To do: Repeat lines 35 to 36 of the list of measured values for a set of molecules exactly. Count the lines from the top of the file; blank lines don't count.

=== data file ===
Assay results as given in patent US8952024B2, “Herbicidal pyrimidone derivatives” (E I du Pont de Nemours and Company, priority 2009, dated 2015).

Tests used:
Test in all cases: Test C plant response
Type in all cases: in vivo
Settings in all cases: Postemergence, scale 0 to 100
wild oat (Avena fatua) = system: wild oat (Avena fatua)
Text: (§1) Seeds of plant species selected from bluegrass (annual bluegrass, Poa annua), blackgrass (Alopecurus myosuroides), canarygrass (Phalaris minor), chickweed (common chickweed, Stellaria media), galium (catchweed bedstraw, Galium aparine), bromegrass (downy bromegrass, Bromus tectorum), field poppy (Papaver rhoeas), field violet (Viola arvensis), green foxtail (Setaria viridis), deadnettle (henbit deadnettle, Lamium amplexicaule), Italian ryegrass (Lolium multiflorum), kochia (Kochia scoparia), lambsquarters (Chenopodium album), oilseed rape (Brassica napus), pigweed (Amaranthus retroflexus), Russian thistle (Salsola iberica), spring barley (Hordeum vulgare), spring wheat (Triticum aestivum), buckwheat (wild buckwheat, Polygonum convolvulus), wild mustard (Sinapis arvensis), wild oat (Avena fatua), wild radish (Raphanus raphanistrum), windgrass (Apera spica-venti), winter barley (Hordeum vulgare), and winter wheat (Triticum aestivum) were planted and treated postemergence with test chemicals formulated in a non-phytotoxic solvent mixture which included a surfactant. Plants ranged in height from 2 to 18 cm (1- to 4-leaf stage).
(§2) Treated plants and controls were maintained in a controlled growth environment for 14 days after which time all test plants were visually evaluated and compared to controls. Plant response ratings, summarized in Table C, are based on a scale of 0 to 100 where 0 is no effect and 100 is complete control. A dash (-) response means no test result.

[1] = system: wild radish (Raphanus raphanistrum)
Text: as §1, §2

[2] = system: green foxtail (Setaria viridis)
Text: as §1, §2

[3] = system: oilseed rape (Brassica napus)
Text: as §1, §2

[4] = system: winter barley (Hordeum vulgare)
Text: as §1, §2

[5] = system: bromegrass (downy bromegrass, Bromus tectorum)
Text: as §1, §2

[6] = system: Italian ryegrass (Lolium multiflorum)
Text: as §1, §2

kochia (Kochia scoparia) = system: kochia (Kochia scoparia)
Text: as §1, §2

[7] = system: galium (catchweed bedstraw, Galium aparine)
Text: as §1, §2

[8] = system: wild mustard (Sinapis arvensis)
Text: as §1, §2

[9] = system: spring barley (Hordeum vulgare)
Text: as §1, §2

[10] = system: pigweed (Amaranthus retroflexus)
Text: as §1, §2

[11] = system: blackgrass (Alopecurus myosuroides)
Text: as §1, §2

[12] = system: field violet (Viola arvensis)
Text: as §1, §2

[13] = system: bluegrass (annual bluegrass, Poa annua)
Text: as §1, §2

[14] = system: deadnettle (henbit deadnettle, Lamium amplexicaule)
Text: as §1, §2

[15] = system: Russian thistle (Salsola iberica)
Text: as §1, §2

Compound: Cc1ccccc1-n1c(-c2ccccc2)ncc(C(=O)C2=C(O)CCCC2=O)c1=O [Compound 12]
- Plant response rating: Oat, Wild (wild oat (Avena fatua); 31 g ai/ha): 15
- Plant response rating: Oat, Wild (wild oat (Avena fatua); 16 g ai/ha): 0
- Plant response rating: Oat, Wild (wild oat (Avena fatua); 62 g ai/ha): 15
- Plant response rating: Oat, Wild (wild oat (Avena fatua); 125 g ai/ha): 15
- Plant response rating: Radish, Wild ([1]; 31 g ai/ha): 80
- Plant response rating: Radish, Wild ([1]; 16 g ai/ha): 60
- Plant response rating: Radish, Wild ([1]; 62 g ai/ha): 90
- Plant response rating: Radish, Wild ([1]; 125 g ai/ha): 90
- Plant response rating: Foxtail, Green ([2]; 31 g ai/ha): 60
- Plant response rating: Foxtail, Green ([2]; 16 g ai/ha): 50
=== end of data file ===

[13] = system: bluegrass (annual bluegrass, Poa annua)
Text: as §1, §2